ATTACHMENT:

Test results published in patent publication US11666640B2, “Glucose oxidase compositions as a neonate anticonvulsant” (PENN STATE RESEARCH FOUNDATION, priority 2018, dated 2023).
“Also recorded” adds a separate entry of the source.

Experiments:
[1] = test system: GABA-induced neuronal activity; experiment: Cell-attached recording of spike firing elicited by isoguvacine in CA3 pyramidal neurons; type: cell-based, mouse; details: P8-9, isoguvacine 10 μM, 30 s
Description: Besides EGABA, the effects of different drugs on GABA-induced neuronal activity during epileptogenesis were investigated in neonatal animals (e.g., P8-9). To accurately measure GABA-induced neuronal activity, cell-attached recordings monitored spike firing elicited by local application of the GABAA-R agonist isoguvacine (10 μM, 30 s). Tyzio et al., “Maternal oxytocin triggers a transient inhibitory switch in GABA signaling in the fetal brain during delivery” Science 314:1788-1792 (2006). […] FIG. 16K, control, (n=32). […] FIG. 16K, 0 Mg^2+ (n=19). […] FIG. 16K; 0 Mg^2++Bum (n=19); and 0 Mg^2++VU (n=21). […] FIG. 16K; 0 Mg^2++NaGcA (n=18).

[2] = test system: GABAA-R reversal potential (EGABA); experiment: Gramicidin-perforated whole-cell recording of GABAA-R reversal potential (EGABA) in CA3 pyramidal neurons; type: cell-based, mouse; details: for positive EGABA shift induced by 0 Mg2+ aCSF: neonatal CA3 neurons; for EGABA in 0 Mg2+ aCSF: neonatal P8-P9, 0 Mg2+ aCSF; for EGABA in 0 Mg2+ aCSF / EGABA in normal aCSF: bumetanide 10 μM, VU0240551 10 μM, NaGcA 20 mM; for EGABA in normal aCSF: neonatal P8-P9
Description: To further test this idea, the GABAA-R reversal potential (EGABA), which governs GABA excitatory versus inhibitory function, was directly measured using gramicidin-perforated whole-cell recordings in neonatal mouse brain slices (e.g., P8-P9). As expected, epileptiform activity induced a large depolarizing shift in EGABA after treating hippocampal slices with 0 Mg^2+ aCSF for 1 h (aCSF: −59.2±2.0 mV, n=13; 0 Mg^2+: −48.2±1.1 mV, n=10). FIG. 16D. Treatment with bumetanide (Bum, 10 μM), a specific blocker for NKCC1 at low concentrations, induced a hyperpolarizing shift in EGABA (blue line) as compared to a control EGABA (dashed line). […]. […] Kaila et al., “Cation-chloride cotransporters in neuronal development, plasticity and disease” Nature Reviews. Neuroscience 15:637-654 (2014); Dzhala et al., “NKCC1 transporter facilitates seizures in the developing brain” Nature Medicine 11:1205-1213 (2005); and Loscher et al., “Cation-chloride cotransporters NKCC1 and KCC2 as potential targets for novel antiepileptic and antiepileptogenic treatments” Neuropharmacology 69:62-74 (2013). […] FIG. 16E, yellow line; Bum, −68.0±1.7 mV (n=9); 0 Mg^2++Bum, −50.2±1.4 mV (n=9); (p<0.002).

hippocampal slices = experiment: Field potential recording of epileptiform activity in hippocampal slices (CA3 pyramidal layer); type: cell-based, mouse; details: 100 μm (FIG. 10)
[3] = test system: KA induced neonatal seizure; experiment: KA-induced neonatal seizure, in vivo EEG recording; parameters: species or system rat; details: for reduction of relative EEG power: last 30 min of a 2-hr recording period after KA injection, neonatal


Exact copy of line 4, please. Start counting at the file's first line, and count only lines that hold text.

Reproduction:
[1] = test system: GABA-induced neuronal activity; experiment: Cell-attached recording of spike firing elicited by isoguvacine in CA3 pyramidal neurons; type: cell-based, mouse; details: P8-9, isoguvacine 10 μM, 30 s